“When you look at wild carrots, they have high levels of Thymol, a phyto-chemical that is essential for the body to control bacteria and ward off viral infections,” he said. “Now, when you look at some of these new carrot breeds, this type of phytochemical just isn’t there.”
Weerasooriya believes that carrot companies are trading in nutritional value for increased convenience to the customer – and profit for themselves. “Research should focus on how to retain some of these nutrients, but instead companies are probably more concerned about a longer shelf life.”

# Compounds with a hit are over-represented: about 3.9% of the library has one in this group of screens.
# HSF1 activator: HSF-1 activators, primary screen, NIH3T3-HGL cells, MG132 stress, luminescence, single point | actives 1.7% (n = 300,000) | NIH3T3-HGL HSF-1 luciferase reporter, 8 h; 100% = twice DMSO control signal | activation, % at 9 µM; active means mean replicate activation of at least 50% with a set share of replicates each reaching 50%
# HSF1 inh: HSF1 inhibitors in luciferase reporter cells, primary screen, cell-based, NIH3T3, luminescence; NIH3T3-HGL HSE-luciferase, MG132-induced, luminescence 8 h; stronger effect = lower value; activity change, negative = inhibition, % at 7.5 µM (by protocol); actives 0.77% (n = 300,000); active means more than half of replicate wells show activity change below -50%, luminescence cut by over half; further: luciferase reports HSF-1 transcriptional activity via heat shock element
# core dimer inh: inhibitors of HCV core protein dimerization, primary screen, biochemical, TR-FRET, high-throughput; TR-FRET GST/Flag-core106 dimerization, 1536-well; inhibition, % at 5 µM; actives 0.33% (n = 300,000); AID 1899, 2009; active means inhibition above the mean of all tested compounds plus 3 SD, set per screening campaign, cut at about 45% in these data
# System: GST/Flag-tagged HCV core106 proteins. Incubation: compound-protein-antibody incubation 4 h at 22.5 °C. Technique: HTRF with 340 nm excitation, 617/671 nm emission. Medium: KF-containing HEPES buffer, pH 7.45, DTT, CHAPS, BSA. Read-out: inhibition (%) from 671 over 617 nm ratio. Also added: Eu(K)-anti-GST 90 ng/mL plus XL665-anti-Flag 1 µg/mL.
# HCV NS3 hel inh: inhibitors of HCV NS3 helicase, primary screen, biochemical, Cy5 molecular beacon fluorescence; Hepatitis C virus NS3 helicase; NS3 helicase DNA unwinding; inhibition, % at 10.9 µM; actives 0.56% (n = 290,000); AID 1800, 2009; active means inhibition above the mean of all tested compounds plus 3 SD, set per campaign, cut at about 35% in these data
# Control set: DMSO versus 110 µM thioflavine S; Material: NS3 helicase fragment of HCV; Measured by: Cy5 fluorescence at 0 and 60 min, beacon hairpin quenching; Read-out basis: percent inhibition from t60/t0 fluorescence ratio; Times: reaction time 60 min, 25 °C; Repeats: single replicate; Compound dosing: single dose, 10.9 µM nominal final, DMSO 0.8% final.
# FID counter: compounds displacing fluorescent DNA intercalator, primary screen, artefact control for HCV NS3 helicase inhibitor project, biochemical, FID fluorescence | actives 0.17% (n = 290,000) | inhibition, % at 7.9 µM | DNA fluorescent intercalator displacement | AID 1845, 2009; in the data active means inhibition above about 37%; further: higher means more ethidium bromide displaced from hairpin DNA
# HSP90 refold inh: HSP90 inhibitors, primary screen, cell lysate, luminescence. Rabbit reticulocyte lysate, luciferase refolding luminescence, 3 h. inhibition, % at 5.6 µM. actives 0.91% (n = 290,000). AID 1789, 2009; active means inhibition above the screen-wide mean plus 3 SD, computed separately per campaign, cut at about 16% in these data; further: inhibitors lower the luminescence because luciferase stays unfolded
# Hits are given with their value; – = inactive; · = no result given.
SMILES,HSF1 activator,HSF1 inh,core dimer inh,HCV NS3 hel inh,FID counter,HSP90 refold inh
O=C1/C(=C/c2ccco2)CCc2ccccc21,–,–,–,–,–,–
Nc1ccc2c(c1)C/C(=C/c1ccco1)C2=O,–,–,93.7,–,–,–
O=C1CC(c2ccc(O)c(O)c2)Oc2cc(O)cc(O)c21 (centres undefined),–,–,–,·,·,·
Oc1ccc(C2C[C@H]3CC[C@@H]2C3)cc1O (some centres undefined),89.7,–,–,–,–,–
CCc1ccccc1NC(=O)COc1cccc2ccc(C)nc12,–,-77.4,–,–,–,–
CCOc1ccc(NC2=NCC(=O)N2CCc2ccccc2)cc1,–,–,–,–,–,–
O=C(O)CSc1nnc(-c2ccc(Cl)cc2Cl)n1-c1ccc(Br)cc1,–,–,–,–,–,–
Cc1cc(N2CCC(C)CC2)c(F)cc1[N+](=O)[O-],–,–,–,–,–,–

It might be actually more nutritious to buy regular carrots and cut them up yourself.